• Re: (Score:2, Insightful)

      by sit1963nz ( 934837 )
      I was told the only secure computer is one that is never turned on, never connected to a network, and sits in a safe where no one has access to it.

      Anything else, is just slowing things down, not prevention.

      If something can be exploited, it will eventually be exploited. All it will take is a lazy user who thinks the USB stick in his pocket will be OK to use "this once" and be wrong.
      • Better put that in a faraday cage too, otherwise I might induce current into the circuits remotely and try to read the output RF interference.

      • To quote the first Linux book I read:

        You might not need shadow passwords if your computer is not connected to a network. Or a power cord. And is buried in six feet of concrete.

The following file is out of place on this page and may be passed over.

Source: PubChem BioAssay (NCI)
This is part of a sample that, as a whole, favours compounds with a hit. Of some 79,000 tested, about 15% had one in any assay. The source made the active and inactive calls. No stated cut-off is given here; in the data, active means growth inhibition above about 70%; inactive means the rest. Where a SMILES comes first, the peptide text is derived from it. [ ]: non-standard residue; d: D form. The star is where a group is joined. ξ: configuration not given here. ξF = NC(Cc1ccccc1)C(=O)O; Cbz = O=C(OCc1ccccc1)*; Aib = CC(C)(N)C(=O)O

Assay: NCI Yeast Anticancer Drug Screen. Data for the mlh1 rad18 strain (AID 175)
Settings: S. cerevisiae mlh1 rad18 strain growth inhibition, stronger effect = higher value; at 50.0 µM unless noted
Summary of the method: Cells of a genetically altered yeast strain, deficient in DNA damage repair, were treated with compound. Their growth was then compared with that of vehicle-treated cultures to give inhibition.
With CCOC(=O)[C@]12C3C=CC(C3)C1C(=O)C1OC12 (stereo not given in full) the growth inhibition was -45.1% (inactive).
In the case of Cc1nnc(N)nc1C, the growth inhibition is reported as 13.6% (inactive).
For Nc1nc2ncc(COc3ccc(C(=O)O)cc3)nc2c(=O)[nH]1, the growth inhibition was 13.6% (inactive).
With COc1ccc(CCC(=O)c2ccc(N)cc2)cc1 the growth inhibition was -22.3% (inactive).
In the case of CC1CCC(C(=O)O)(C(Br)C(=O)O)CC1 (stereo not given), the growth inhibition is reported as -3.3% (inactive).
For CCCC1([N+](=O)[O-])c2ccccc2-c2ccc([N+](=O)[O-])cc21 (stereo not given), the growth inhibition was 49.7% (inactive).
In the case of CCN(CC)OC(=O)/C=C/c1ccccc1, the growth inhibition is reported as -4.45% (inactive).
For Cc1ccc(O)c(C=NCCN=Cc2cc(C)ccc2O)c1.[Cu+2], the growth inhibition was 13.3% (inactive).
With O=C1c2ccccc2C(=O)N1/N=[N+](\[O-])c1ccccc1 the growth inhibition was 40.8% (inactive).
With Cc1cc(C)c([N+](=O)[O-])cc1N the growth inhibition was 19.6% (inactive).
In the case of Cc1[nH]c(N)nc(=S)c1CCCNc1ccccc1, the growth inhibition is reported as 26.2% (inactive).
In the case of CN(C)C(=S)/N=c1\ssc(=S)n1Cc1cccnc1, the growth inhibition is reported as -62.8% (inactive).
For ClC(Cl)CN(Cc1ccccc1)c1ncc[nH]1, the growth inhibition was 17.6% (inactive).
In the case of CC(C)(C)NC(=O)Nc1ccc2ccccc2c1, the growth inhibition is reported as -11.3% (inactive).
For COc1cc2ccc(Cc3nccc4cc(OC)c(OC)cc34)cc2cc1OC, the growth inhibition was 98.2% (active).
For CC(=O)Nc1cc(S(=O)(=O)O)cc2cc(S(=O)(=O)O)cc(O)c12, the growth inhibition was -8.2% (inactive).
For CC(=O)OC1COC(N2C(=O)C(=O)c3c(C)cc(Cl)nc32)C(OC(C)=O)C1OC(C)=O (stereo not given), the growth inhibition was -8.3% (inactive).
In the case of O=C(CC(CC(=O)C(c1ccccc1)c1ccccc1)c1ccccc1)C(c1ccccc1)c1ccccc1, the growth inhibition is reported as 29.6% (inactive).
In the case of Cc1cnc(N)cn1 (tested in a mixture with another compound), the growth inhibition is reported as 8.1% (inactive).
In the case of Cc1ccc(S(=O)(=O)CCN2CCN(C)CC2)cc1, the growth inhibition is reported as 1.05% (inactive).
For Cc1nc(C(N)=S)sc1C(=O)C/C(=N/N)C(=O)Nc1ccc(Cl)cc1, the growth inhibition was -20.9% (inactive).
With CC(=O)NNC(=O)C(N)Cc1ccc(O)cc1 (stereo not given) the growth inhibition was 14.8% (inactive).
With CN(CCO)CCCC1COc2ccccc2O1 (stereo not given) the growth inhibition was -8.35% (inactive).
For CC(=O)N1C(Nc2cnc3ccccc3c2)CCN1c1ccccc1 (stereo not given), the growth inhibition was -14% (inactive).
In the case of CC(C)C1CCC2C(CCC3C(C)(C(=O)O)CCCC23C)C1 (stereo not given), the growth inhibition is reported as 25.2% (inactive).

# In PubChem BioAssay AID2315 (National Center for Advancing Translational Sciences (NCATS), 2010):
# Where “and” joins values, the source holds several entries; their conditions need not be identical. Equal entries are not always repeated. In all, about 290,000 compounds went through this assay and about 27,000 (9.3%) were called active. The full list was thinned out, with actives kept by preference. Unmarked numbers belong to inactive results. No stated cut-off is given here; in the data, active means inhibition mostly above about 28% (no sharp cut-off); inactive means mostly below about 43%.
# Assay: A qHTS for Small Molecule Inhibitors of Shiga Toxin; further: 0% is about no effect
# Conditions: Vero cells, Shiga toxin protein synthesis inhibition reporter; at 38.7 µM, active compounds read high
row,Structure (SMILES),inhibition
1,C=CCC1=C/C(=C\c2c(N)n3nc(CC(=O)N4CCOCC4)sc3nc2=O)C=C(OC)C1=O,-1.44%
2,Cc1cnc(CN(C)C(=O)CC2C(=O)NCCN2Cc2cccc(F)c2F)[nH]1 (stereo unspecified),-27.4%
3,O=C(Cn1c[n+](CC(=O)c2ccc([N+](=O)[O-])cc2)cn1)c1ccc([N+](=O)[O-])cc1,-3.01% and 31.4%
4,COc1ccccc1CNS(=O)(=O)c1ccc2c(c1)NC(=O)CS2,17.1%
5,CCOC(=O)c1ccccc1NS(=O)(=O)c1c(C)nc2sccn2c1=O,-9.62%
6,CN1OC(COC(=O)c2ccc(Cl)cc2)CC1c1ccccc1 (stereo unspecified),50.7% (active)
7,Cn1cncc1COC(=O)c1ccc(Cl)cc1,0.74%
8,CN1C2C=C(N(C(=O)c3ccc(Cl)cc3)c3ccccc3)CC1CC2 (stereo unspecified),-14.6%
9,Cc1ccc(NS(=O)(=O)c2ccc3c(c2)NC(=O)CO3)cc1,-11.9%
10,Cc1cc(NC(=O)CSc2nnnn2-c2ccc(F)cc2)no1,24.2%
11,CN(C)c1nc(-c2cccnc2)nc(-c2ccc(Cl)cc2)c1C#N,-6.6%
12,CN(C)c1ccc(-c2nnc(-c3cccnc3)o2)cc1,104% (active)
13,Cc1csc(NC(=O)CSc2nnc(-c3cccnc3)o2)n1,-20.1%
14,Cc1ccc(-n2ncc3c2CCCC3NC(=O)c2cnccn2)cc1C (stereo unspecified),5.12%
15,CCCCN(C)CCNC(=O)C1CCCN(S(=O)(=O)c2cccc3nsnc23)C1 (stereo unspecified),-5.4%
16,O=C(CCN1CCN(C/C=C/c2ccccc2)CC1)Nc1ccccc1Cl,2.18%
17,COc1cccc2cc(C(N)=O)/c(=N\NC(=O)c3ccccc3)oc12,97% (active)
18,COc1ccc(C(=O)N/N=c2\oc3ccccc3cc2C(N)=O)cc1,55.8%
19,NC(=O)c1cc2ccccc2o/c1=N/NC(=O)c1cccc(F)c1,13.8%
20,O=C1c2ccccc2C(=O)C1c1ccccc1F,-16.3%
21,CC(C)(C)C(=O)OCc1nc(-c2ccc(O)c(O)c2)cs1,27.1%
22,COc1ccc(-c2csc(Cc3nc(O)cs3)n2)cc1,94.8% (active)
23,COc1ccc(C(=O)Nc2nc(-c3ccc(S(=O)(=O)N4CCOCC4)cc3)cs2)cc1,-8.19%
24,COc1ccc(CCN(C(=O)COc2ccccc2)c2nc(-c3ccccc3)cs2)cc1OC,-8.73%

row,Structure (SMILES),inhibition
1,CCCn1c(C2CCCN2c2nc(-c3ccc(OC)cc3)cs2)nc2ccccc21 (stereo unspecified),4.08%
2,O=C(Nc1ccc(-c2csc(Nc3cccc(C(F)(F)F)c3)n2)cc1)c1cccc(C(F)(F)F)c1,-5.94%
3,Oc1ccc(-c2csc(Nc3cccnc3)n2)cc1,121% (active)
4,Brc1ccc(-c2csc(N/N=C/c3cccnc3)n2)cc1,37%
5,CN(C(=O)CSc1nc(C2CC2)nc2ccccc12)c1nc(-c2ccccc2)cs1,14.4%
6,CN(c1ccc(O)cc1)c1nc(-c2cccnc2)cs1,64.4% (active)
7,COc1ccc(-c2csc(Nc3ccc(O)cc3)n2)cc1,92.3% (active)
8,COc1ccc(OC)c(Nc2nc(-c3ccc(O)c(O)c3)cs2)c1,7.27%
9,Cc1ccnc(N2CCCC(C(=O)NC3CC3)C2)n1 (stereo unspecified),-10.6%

• by dcsmith ( 137996 )

      The answer is there is no way to do it. If a computer is on a network it isn't secure and it can't be isolated. A "network" is the anthesis of isolation. If you connect it to the Internet, game over man.

      See the pilot episodes of Battlestar Galactica...

    • You're talking about direct connections, yet the entire concept of DMZ as a security principle disagrees with you.

  • by msauve ( 701917 )

    Really, the manufacturers track threats and release mitigations better than you can, and are built for exactly what you're asking. Daisy-chain ones from different vendors if you're really anal.
  • by JBMcB ( 73720 ) on Wednesday June 21, 2017 @08:19PM (#54665183)

    Separates different browser and email tasks into virtualized jails. []

    Kinda like Sandboxie. Speaking of which, sandboxie?